Four new Indigenous Ranger Groups to care for country across the Murray-Darling Basin have been announced in the Murray–Darling Communities Investment Package.
Minister for Resources, Water and Northern Australian, Keith Pitt, and Minister for Indigenous Australia, Ken Wyatt, said it was important that First Nation’s knowledge was used in managing water resources.
“There are more than 40 Aboriginal nations that call the Murray–Darling Basin home,” Minister Pitt said.
“And the Basin has been their food bowl for tens of thousands of years.
“Now it’s important to all of us because of the communities, industries and environments it sustains.
“The Independent panel’s Assessment of social and economic conditions in the Basin called for a greater role for First Nations people in water management.
“Today’s announcement of four new Indigenous River Ranger Groups is an important step in that direction.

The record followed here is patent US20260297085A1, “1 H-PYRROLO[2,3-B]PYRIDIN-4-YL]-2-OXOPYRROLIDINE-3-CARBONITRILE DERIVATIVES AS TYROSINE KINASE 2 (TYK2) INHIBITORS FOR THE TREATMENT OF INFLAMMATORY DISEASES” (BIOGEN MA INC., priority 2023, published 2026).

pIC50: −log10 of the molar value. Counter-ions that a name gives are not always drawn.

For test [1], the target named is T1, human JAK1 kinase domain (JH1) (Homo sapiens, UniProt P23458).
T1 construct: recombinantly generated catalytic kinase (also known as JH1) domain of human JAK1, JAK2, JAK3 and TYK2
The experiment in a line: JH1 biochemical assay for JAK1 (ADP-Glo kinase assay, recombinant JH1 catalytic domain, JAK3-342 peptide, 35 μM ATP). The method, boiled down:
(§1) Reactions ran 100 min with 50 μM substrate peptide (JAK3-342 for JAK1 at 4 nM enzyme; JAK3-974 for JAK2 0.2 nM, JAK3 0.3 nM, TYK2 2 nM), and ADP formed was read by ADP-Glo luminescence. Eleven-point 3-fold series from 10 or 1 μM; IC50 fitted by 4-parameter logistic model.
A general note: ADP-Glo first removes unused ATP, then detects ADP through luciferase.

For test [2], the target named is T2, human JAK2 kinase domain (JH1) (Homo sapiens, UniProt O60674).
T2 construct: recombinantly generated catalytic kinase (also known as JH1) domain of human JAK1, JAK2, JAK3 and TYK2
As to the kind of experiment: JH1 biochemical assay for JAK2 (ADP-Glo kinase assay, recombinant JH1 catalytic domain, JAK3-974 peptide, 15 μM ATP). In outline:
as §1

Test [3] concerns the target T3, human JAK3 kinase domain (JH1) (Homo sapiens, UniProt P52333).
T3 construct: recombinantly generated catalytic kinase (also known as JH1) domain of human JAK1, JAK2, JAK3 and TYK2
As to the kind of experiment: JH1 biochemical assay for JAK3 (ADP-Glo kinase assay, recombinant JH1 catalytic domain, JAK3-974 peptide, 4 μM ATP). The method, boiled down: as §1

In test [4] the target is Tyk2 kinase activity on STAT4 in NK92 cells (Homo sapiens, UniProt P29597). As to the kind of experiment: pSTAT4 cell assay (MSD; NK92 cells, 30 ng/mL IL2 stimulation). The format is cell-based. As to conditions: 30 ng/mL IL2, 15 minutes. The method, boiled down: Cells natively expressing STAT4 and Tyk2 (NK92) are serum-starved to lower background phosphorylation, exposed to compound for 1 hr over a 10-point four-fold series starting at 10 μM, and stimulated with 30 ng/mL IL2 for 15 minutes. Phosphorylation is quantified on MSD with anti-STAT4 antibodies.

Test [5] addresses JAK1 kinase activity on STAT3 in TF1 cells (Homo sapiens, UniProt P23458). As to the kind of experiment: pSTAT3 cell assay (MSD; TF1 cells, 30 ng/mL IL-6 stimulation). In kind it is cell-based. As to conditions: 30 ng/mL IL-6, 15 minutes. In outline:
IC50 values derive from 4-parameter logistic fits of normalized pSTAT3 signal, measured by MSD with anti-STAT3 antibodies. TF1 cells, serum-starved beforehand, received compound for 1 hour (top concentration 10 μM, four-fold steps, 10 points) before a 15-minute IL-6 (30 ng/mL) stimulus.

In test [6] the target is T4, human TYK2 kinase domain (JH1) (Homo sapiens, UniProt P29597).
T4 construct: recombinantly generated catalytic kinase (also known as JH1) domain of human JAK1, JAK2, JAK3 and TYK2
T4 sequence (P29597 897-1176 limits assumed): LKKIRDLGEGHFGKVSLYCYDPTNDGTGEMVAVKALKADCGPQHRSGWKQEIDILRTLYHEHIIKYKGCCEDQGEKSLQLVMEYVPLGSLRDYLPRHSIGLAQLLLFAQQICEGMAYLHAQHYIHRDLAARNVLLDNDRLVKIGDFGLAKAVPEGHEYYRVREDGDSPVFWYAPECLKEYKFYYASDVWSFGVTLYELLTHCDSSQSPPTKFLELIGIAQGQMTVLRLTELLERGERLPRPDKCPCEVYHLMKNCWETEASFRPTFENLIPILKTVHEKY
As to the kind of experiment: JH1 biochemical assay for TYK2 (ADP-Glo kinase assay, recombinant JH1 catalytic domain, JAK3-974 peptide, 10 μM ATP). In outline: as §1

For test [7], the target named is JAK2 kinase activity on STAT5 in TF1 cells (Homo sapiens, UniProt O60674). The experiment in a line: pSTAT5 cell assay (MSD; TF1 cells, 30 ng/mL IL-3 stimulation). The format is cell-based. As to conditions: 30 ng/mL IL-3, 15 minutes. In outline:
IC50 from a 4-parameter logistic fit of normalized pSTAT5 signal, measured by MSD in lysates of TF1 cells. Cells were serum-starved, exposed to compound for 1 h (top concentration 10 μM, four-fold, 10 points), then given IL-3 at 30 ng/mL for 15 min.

“It builds on the $40 million Aboriginal entitlements program and our commitment to appoint an Indigenous board member to the Murray–Darling Basin Authority.
“Importantly, the Murray–Darling Basin Economic Development Program is also open to First Nation’s organisations.”
Minister Wyatt said the Indigenous River Rangers would use their knowledge and connection to country to manage and restore rivers and wetlands.
“This is a win-win because it is about incorporating Indigenous knowledge into our business-as-usual when it comes to caring for our environment.
“It also provides meaningful jobs in rural and remote areas for Indigenous Australians.”
For more information about the Murray – Darling Communities Investment Package visit the Department of Agriculture, Water and the Environment’s website.